—Fr. Georges Florovsky, “The Ways of Russian Theology” in The Collected Works of Georges Florovsky, Vol. IV, Aspects of Church History (Belmont, MA: Nordland, 1987), pp. 191, 192

    The most important reason I came to accept the Orthodox understanding of our salvation in Christ and of the Scriptures as opposed to that of my Protestant and Evangelical background (where they differ) was that, among other things, it did no violence in any of its parts to the deepest intuitions of my own heart about the real meaning and implications of an utterly pure, sinless, and self-giving love–the kind of love in the Godhead revealed in the Person of Jesus Christ.

  57. fatherstephen Avatar

    Outstanding quote. Florovsky is such a rich resource. It is a pity that his work is hard to come by. There was some sort of problem surrounding his estate, and copyrights with a publisher that went bankrupt (as I understood at the time). Back in the 80’s when I was a grad student at Duke, his collected works were available in the library (though you could not find them for purchase). I had the foresight to make copies of them. His work on Tradition and Scripture has probably been more foundational to my Orthodoxy than anything else on the subject.

  58. John Shores Avatar
    John Shores

    Fr. S: “John’s point about the unreliability of historical records, is precisely why Tradition is necessary.” – Thank you for conceding the point. The question becomes far more poignant when one considers context. Most of us don’t understand the context of modern religious writings that are outside of Western culture. Many of the writings called “Scriptures” were not only written long after the actual events but also by people who were a part of Judaic culture – a culture that was very foreign to the Greeks, Romans, Africans, etc. As Alice states, “Jews and Christians evaluated texts differently.”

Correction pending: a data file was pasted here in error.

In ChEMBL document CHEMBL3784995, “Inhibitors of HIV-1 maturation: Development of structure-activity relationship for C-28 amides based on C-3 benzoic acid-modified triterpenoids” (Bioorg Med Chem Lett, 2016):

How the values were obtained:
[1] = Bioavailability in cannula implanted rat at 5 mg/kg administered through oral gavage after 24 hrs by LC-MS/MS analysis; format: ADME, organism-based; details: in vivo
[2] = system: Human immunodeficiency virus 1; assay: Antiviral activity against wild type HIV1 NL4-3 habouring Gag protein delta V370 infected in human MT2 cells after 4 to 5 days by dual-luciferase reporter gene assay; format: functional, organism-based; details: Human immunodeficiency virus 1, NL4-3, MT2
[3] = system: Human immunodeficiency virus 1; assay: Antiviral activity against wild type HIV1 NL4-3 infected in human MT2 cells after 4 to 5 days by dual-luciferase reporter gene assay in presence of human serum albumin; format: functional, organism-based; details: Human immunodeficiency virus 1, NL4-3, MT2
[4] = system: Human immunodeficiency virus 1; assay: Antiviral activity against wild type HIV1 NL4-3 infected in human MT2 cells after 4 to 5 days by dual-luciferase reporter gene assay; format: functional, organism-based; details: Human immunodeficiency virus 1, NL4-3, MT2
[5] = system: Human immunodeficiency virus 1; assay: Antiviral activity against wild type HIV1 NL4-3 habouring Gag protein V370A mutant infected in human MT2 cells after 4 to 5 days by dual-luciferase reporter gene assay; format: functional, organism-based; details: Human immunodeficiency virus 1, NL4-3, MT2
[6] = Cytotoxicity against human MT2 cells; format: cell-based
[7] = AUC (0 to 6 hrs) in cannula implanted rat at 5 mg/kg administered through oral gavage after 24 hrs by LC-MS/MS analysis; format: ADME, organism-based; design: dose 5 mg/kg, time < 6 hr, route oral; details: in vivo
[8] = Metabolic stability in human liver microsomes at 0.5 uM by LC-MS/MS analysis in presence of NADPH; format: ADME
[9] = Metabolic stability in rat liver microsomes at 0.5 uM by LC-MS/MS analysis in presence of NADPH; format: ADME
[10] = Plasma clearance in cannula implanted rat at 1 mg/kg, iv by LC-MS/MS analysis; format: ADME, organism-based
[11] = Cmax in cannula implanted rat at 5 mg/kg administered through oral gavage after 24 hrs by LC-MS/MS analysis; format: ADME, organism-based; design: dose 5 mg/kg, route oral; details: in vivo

The morass that must ensue under such conditions is not unlike the morass of the current US legal system which, though based on the Constitution, would likely be unrecognizable to the founding fathers. It has been said that America died with the introduction of social security. An argument could be made that this is so. And so our society today, even from a conservative point of view, is probably not what the fathers envisioned. Whether this is good or bad is not relevant to my point. The point is that it is not now what they had intended then.

    Which is why I think god would be smart enough to be hands-on in every generation in ways that cannot be misunderstood and misinterpreted. If he could make the mountains smoke for Moses’ generation, why could he not make his presence physically known for others?

    Tradition ought not be confused with truth, however. To my mind, the forms of worship, baptism and ceremony are not nearly as important as love, joy, peace, patience, etc which, though called “fruits of the spirit” are also the goals of other religions. My question, then, is whether it is really relevant that a good person is a Christian or if it is enough that s/he is good?

    Geri said: “What if the road to understanding what Christianity is about is not through dissection of everything, but through the heart?” – This is precisely my point. However much I read about or write to the woman I love, nothing but a kiss from her is satisfactory. If she simply left clues about herself and never replied to my letters and her friends continually told me all about her and how wonderful she is, what good is that to me?

    Maria said: “I am still as mute as a fish in regard to the questions for which my ‘logical’ mind (and my dear husband) demand answers.” – This is something with which I struggle as well. We are rational creatures. Presumably by design. To abdicate who we are so that we can embrace “faith” seems to me a devolutionary step. One would presume that if god made us rational that he (she) would also know how to communicate to us rationally.